[Editor’s Note: The following interview contains spoilers for “Trying” Season 2.]
Wedding-day antics can go wrong in any number of ways. The last episode of “Trying” Season 2 is an ending filled with surprise boyfriends, unexpected proposals, emergency news, and a first dance set to bebop jazz. Any of those things in isolation could send a TV comedy careening from light-hearted fun into disaster. But this Apple TV+ show has proven repeatedly that it can handle all the absurdity in the lives of Nikki (Esther Smith) and Jason (Rafe Spall) while still making their journey together feel real.
As the director of both seasons, Jim O’Hanlon has been keeping his finger on the pulse of how the shows wild twists and turns play out. Along with series writer/creator Andy Wolton, the two have found a winning, dependable test for whether or not “Trying” works: Trust the couple at the center.
“Big physical comedy can get very broad if you’re not careful. But I think we have several things in our favor,” O’Hanlon said. “One is you know the characters now. They’re real and three-dimensional so when they get into crazy scrapes, you go with them. Two is Rafe and Esther who, to me, could sell the most ludicrous thing you’ve ever seen in your life. And three is the writing. I think that’s what’s fun. Desperate people make desperate choices and then often you get great comedy out of that.”
That belief gives credence to some of the madcap-trending sequences in Season 2. Is it a little bizarre that Nikki and Jason would work their way onto someone else’s property, fueled in part by desperation and jealousy? When the two are sharing a tender moment in a treehouse, lit by the string of overhead lights, it almost doesn’t matter. “Trying” always manages to find a way to give both them and the TV audience watching a tender regrouping moment. Jason can call attention the bonkers situation they’ve found themselves in, or Nikki can point out how much it shows they have each other’s backs through it all.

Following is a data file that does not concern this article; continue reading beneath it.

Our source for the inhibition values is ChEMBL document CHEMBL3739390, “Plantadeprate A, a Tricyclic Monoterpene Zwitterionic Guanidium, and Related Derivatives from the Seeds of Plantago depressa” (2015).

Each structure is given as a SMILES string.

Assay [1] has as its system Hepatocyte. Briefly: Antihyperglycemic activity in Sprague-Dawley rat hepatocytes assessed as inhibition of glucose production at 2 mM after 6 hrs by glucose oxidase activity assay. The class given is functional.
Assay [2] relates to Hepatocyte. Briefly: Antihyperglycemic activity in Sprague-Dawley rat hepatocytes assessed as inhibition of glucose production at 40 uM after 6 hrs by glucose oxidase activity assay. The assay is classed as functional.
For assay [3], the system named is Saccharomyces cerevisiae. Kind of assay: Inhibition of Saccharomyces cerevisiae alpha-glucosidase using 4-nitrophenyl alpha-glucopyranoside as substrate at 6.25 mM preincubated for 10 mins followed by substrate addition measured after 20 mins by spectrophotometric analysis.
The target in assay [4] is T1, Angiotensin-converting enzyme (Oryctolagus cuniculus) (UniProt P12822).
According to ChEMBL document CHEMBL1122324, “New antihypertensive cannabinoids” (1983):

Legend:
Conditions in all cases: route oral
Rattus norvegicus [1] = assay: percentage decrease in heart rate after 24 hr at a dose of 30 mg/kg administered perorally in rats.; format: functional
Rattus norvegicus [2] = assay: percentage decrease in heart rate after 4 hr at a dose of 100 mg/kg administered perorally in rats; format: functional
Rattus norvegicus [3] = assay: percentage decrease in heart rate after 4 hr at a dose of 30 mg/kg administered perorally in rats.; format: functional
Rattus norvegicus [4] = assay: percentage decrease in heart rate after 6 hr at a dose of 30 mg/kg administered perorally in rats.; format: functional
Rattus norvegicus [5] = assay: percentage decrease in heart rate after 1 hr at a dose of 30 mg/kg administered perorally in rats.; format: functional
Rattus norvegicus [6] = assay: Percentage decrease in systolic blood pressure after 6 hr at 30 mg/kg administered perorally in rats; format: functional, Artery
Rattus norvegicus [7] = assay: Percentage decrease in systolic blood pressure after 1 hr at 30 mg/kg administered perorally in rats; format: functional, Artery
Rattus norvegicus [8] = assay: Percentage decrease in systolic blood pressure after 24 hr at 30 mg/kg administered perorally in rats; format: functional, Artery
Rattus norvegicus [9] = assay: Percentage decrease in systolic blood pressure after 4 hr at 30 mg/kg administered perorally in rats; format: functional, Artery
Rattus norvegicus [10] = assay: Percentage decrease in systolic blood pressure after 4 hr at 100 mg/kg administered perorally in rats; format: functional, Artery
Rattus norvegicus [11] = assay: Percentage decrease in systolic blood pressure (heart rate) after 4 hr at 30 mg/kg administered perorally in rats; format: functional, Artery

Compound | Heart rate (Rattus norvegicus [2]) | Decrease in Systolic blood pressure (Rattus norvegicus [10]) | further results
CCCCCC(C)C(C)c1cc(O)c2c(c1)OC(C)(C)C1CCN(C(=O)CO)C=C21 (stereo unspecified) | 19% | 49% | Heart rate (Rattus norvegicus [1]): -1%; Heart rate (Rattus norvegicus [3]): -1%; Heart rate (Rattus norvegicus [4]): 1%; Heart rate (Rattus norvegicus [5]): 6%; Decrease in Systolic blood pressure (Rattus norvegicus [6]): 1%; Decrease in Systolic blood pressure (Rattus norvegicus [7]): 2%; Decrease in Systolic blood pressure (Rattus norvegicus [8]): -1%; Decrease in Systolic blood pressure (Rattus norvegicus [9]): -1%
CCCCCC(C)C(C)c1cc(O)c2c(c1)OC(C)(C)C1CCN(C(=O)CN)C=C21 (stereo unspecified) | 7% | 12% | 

Another aspect that gives Season 2 a real set of consequences is that the two are no longer tackling an idea, but an actual, tangible change. The series’ opening episodes, culminating in the panel hearing O’Hanlon mentioned, hovered around whether they would follow through on their plans if they were approved to adopt a child. These newer episodes find them making good on that promise. That overarching sense of change also goes for Erica (Ophelia Lovibond) and Freddy (Oliver Chris), whose marital strife means that they spend most of Season 2 apart. After being together for a while, Esther’s sister Karen (Sian Brooke) and fiancé Scott’s (Darren Boyd) looming marriage carries some finality with it, too.
“It’s not just about bureaucracy and hoops and forms and proving yourself. Part of the writing process was us making sure that we should feel at the end of Episode 1, that this is The One — this is the kid they’re going to get. And that’s dashed. So you just want to be totally with them when it gets dashed,” O’Hanlon said. “We worked hard at finding the points at which they sort of give up. There’s a point at the end of Episode 5 where they just say, ‘We’ve got to just take this down’ or Episode 6, ‘It’s not gonna work.’ They’re tantalizingly close. So in a way, the stakes are higher. That was important for us to track the whole way through. But then against that, we were also trying to broaden the world.”
In ways both expected and unanticipated, that heightened sense of Season 2 was matched by the conditions under which it was made. Filming in late 2020, testing and distancing was, like other shows produced during that time, a new everyday norm. When O’Hanlon contracted Covid-19 during filming, it led to an unconventional directing setup.